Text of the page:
The High-touch Legal Services® Blog…for Startups!

© 2009-2017 Dana H. Shultz, Attorney at Law

WSJ: Most Accelerators Are of Doubtful Value

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Accelerators offer entrepreneurs seed funding and one-to-one mentoring in exchange for an equity stake, making a profit when some of their startups receive institutional (VC) funding. However, according to a Wall Street Journal article published yesterday (Start-Ups Crowd ‘Accelerators’), most accelerators – especially those outside Silicon Valley, Boston and New York – are of doubtful value.

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Why You Shouldn’t Use a Finder to Find Venture Capital

Picture of a compass (for determining direction based on magnetic North)

I recently spoke with three startup entrepreneurs who had just retained a finder to locate venture capital in exchange for an equity stake in the form of warrants (the right to purchase shares at a specified price by a specified date). They got very nervous when, after reading their agreement with the finder, I told them the business and legal reasons why retaining the finder was a bad idea: (more…)

MarketWatch: Europe’s Start-ups still Drawn to the Valley

Logo for MarketWatch, which published an article about Europe's start-ups

An article, “For Europe?s start-ups, Silicon Valley still calls”, was published yesterday by MarketWatch, part of The Wall Street Journal Digital Network. It discusses why the tech entrepreneurs behind Europe’s start-ups continue to flock to the San Francisco Bay Area.

The article’s theme:

Divided by geography, language, regulation and, in some cases, just old-fashioned cultural prejudice, the region has struggled to shed fully its image as a place where men and women with ideas are born, but where they do not necessarily stay, prosper or secure funding.

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If You Accept Venture Capital, You will Lose Control of Your Company

Picture of two teams in a tug of war

After several years of hard work, a client has gained so much traction that venture capitalists – on their own initiative – are asking to make an investment. When the first term sheet arrived, however, the founder / CEO was disappointed – the valuation was fine, but his ability to make significant decisions would be curtailed. I pointed out: If you accept venture capital, you will lose control of your company.

The loss of control does not result from a change in voting power: The VC will own a minority of the corporation’s shares and will control a minority of the seats on the board of directors.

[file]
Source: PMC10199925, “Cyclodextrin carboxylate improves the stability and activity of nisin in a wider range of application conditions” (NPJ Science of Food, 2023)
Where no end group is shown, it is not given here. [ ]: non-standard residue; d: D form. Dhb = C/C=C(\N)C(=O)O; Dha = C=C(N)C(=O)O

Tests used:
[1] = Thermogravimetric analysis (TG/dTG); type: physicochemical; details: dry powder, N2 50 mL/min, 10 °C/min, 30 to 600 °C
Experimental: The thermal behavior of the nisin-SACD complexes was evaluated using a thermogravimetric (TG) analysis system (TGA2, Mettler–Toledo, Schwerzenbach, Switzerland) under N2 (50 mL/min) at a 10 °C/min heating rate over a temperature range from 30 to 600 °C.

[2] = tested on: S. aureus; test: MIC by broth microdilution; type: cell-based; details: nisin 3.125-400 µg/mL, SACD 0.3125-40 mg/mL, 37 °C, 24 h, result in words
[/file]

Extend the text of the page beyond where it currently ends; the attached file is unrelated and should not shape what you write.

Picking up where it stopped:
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WSJ: Lots of Money for Social Startups

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In an article published yesterday (“Money Rushes Into Social Start-Ups”), the Wall Street Journal reported that VCs are investing in companies that are taking social networking from computers to mobile phones. The rationale, according to the article (emphasis added):

Behind the spurt of new services is also the idea that the phone, carried by people at all times, can reinvent the notion of a social network by sharing more real-time information about where people are, what they’re seeing and even who they’re around.

Other points made in the article: (more…)

WSJ: Web Start-Ups Get Upper Hand Over Investors

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In an article published today (“Web Start-Ups Get Upper Hand Over Investors”), the Wall Street Journal reported (emphasis added) that “As venture capitalists scramble to get a piece of Silicon Valley’s new Web boom, entrepreneurs … are finding they have the upper hand.

Here are some of the points the article makes about the latest Web boom:

  • As VCs search for the next Facebook or Twitter, some entrepreneurs are positioned to have a greater say about how much they raise and deal terms.
  • Bidding among VCs is driving up the price of many deals.
  • Angel investors are driving up the prices of the tiniest early-stage companies.
  • Some entrepreneurs are taking advantage of the situation by seeking the best advisors rather than the greatest amount of money.

Dana H. Shultz, Attorney at Law  +1 510 547-0545  dana [at] danashultz [dot] com
This blog does not provide legal advice and does not create an attorney-client relationship. If you need legal advice, please contact a lawyer directly.

Do VCs care where my company is incorporated?

Several weeks ago, a first-time entrepreneur called. He had read that venture capitalists prefer investing in Delaware corporations, and he sought my input on the subject.